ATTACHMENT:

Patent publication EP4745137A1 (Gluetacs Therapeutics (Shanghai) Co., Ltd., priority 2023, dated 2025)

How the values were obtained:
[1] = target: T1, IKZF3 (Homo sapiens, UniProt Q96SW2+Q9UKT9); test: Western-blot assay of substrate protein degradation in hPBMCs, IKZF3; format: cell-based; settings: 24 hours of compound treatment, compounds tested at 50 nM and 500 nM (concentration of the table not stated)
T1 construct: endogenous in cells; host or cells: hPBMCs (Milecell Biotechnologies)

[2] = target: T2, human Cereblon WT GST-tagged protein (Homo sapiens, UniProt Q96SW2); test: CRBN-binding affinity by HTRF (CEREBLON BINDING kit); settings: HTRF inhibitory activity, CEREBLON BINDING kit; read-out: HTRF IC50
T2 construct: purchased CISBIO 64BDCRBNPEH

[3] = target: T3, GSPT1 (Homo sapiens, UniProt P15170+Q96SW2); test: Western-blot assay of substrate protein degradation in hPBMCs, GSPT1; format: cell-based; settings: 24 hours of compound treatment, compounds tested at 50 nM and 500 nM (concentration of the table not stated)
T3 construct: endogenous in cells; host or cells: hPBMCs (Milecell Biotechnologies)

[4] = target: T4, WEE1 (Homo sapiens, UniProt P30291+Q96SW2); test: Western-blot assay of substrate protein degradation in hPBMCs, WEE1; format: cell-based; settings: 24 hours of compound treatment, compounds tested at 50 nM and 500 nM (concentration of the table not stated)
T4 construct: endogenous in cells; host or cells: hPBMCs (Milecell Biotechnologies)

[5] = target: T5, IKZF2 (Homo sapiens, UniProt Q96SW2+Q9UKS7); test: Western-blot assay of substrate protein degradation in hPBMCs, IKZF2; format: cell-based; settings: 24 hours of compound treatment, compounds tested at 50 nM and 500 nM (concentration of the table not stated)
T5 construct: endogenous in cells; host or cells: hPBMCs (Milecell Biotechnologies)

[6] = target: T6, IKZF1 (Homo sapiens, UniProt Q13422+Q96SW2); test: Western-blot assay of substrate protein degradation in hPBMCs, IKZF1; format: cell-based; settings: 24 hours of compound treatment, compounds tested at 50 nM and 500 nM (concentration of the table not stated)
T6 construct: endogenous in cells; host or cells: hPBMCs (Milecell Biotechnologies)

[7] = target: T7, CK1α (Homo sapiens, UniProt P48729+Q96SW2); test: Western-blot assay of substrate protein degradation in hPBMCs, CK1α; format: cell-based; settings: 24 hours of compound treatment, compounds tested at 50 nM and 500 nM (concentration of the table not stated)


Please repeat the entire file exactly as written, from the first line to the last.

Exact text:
Patent publication EP4745137A1 (Gluetacs Therapeutics (Shanghai) Co., Ltd., priority 2023, dated 2025)

How the values were obtained:
[1] = target: T1, IKZF3 (Homo sapiens, UniProt Q96SW2+Q9UKT9); test: Western-blot assay of substrate protein degradation in hPBMCs, IKZF3; format: cell-based; settings: 24 hours of compound treatment, compounds tested at 50 nM and 500 nM (concentration of the table not stated)
T1 construct: endogenous in cells; host or cells: hPBMCs (Milecell Biotechnologies)

[2] = target: T2, human Cereblon WT GST-tagged protein (Homo sapiens, UniProt Q96SW2); test: CRBN-binding affinity by HTRF (CEREBLON BINDING kit); settings: HTRF inhibitory activity, CEREBLON BINDING kit; read-out: HTRF IC50
T2 construct: purchased CISBIO 64BDCRBNPEH

[3] = target: T3, GSPT1 (Homo sapiens, UniProt P15170+Q96SW2); test: Western-blot assay of substrate protein degradation in hPBMCs, GSPT1; format: cell-based; settings: 24 hours of compound treatment, compounds tested at 50 nM and 500 nM (concentration of the table not stated)
T3 construct: endogenous in cells; host or cells: hPBMCs (Milecell Biotechnologies)

[4] = target: T4, WEE1 (Homo sapiens, UniProt P30291+Q96SW2); test: Western-blot assay of substrate protein degradation in hPBMCs, WEE1; format: cell-based; settings: 24 hours of compound treatment, compounds tested at 50 nM and 500 nM (concentration of the table not stated)
T4 construct: endogenous in cells; host or cells: hPBMCs (Milecell Biotechnologies)

[5] = target: T5, IKZF2 (Homo sapiens, UniProt Q96SW2+Q9UKS7); test: Western-blot assay of substrate protein degradation in hPBMCs, IKZF2; format: cell-based; settings: 24 hours of compound treatment, compounds tested at 50 nM and 500 nM (concentration of the table not stated)
T5 construct: endogenous in cells; host or cells: hPBMCs (Milecell Biotechnologies)

[6] = target: T6, IKZF1 (Homo sapiens, UniProt Q13422+Q96SW2); test: Western-blot assay of substrate protein degradation in hPBMCs, IKZF1; format: cell-based; settings: 24 hours of compound treatment, compounds tested at 50 nM and 500 nM (concentration of the table not stated)
T6 construct: endogenous in cells; host or cells: hPBMCs (Milecell Biotechnologies)

[7] = target: T7, CK1α (Homo sapiens, UniProt P48729+Q96SW2); test: Western-blot assay of substrate protein degradation in hPBMCs, CK1α; format: cell-based; settings: 24 hours of compound treatment, compounds tested at 50 nM and 500 nM (concentration of the table not stated)